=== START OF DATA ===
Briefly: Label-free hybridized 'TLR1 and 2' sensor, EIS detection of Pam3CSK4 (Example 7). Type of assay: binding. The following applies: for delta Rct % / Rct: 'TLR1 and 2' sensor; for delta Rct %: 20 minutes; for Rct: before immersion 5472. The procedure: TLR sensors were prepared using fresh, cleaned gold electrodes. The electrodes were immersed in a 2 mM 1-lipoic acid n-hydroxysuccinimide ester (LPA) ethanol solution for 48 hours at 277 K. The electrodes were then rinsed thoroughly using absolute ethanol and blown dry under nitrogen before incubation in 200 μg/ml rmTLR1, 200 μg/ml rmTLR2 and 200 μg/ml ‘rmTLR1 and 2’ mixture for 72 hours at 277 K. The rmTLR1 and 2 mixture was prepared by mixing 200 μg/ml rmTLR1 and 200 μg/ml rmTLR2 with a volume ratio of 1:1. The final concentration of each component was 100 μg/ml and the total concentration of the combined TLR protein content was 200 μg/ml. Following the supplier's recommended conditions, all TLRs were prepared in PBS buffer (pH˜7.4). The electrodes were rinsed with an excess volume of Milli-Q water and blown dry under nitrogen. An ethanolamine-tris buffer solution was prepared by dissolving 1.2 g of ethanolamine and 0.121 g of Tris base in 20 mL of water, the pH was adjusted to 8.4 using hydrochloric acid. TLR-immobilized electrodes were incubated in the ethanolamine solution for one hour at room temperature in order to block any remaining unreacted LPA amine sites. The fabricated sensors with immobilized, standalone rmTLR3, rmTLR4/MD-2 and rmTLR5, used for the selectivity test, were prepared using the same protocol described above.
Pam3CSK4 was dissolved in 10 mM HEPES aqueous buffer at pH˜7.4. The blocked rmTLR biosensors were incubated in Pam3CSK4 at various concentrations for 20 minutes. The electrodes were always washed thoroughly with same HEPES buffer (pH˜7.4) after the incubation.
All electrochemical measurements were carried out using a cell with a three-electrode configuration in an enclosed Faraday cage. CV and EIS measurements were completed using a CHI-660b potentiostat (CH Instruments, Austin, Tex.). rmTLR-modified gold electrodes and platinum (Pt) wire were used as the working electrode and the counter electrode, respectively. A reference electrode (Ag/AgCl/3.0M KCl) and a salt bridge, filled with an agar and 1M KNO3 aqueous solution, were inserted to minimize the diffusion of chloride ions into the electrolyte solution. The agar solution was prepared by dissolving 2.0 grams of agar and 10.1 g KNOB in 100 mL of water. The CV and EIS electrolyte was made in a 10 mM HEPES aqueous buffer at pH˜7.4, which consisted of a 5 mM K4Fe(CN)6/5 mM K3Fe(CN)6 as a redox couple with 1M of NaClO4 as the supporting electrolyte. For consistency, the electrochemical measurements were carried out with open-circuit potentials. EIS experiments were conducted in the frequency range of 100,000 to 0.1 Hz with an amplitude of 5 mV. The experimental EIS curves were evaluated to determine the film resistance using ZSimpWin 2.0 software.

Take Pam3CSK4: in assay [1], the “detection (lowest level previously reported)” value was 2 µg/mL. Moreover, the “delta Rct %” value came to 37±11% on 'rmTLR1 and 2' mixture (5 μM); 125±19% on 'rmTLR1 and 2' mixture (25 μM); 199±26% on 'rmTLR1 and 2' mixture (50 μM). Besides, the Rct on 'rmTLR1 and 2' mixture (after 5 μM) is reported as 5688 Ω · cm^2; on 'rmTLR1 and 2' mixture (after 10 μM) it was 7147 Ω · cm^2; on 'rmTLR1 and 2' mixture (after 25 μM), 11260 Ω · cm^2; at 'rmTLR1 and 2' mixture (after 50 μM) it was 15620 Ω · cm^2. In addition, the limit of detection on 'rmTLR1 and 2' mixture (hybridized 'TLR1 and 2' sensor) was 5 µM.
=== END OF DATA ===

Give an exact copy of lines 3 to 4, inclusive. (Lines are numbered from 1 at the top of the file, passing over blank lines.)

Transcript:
All electrochemical measurements were carried out using a cell with a three-electrode configuration in an enclosed Faraday cage. CV and EIS measurements were completed using a CHI-660b potentiostat (CH Instruments, Austin, Tex.). rmTLR-modified gold electrodes and platinum (Pt) wire were used as the working electrode and the counter electrode, respectively. A reference electrode (Ag/AgCl/3.0M KCl) and a salt bridge, filled with an agar and 1M KNO3 aqueous solution, were inserted to minimize the diffusion of chloride ions into the electrolyte solution. The agar solution was prepared by dissolving 2.0 grams of agar and 10.1 g KNOB in 100 mL of water. The CV and EIS electrolyte was made in a 10 mM HEPES aqueous buffer at pH˜7.4, which consisted of a 5 mM K4Fe(CN)6/5 mM K3Fe(CN)6 as a redox couple with 1M of NaClO4 as the supporting electrolyte. For consistency, the electrochemical measurements were carried out with open-circuit potentials. EIS experiments were conducted in the frequency range of 100,000 to 0.1 Hz with an amplitude of 5 mV. The experimental EIS curves were evaluated to determine the film resistance using ZSimpWin 2.0 software.

Take Pam3CSK4: in assay [1], the “detection (lowest level previously reported)” value was 2 µg/mL. Moreover, the “delta Rct %” value came to 37±11% on 'rmTLR1 and 2' mixture (5 μM); 125±19% on 'rmTLR1 and 2' mixture (25 μM); 199±26% on 'rmTLR1 and 2' mixture (50 μM). Besides, the Rct on 'rmTLR1 and 2' mixture (after 5 μM) is reported as 5688 Ω · cm^2; on 'rmTLR1 and 2' mixture (after 10 μM) it was 7147 Ω · cm^2; on 'rmTLR1 and 2' mixture (after 25 μM), 11260 Ω · cm^2; at 'rmTLR1 and 2' mixture (after 50 μM) it was 15620 Ω · cm^2. In addition, the limit of detection on 'rmTLR1 and 2' mixture (hybridized 'TLR1 and 2' sensor) was 5 µM.